HERE IS THIS SIN

philpotJ. C. Philpot:

Here is this sin,
Save me from it!
Here is this snare,
Break it to pieces!
Here is this lust,
Lord, subdue it!
Here is this temptation,
Deliver me out of it!
Here is my proud heart,
Lord, humble it!
Here is my unbelieving heart,
Take it away and give me faith—give me submission to Your mind and will. Take me as I am with all my sin and shame and work in me everything well pleasing in Your sight!

DRAWING NEAR TO GOD

J.C.-RyleJ. C. Ryle:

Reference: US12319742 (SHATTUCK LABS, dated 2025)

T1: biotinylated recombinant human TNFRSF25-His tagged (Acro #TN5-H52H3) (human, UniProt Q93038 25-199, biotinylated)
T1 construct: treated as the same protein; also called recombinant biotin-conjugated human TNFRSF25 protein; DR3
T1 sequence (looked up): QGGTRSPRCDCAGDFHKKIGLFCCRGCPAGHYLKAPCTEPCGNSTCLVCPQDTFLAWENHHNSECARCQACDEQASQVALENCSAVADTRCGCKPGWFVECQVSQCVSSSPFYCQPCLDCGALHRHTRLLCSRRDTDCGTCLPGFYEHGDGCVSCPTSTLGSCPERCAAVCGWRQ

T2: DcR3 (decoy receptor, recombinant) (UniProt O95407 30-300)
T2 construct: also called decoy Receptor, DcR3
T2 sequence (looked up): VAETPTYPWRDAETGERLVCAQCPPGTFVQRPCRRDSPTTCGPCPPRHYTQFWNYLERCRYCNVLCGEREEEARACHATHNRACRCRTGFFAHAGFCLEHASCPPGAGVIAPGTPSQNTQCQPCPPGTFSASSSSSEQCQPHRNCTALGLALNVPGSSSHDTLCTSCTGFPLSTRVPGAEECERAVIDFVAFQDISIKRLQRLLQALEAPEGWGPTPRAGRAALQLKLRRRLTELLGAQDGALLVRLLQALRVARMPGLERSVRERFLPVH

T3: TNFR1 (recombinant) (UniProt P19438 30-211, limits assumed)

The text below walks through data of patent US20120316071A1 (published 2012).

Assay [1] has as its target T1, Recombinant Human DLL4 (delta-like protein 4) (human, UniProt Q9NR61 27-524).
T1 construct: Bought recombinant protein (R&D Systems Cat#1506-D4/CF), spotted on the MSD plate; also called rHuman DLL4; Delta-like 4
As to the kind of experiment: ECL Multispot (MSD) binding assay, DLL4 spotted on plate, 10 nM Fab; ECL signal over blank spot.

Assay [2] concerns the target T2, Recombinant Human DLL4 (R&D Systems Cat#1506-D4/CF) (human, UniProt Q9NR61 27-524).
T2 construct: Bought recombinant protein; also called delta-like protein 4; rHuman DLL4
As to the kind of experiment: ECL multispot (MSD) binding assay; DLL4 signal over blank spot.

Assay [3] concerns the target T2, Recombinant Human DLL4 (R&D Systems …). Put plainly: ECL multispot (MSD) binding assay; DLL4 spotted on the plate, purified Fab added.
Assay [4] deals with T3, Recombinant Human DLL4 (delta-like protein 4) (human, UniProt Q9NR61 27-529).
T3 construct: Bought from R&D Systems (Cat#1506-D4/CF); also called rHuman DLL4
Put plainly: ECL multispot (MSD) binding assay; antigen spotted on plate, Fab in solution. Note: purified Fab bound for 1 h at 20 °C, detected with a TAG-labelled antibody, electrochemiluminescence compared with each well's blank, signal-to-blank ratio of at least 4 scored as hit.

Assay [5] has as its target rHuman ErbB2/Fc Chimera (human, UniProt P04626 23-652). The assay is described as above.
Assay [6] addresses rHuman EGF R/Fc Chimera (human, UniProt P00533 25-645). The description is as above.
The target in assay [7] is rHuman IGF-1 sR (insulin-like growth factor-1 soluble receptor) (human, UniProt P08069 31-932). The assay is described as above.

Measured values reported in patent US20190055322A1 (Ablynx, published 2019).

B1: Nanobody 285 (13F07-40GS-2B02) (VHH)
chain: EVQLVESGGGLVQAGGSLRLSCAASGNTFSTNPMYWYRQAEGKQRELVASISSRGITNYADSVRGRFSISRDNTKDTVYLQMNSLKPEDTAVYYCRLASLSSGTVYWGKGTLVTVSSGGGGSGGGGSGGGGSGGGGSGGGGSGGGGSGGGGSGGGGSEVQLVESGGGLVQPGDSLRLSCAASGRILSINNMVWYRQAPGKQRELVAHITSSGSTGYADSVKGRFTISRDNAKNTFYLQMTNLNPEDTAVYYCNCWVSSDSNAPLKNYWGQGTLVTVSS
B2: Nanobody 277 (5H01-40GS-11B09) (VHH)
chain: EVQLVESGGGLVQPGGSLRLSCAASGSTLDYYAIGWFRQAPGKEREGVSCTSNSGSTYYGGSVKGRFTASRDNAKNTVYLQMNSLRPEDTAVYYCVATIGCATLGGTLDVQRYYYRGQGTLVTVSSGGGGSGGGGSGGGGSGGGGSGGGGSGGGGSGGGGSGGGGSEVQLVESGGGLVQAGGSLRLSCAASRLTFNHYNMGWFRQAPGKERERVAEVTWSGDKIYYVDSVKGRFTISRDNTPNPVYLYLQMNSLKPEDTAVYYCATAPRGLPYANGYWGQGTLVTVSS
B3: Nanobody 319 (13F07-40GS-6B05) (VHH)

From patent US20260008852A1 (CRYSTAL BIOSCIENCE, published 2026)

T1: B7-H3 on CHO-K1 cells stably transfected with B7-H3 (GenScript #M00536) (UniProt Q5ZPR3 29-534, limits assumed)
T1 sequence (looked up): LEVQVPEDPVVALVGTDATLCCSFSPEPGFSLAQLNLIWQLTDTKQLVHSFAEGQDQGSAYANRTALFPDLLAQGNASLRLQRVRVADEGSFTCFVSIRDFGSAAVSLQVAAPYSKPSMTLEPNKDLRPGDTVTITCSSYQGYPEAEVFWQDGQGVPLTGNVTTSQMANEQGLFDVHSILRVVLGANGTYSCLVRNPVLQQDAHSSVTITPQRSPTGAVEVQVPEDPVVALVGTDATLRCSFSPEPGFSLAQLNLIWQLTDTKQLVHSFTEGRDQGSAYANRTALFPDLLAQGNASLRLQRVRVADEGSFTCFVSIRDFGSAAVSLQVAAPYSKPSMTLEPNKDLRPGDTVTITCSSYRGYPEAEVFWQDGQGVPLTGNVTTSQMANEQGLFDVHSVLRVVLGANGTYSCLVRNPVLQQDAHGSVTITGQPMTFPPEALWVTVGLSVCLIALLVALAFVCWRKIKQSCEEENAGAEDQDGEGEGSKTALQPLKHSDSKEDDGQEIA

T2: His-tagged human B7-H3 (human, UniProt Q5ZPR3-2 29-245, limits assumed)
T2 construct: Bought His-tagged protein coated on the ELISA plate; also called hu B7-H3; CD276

I would offer counsel, first, to all who are anxious and troubled respecting their soul’s salvation, and yet know not what to do. Reader, if you are such a person, I charge you and entreat you, I beseech you and invite you, to come into the way of which I have been speaking in this tract. I beseech you to come to God by the old and tried way,–the way of faith in Jesus Christ. Draw near to God, pleading the name of Jesus. Begin this very day to cry mightily unto God, in the name of Jesus, on behalf of your soul. Say not you have anything to plead for yourself. You have nothing to plead. Your life, your thoughts, your ways, all alike condemn you. Say nothing about yourself but this,–that you are a sinner, a great sinner, a guilty sinner, a condemned sinner; but because you are a sinner, you turn to God. Come unto Him in the name of Jesus, saying, you have heard that through Jesus a sinner may come near Him. Tell Him that you are a sinner, a great sinner, and an unworthy one. But tell Him that you come in the faith of His promises, in the confidence of His own Bible invitation; and in the name of Jesus, and for the sake of Jesus, and on account of Jesus, you ask to be received, heard, pardoned, forgiven, and accepted. Tell Him that you wish to have your name–even that name of yours, connected hitherto with worldliness, thoughtlessness, carelessness, and sin added to the list of God’s dear children. (“Able to Save“)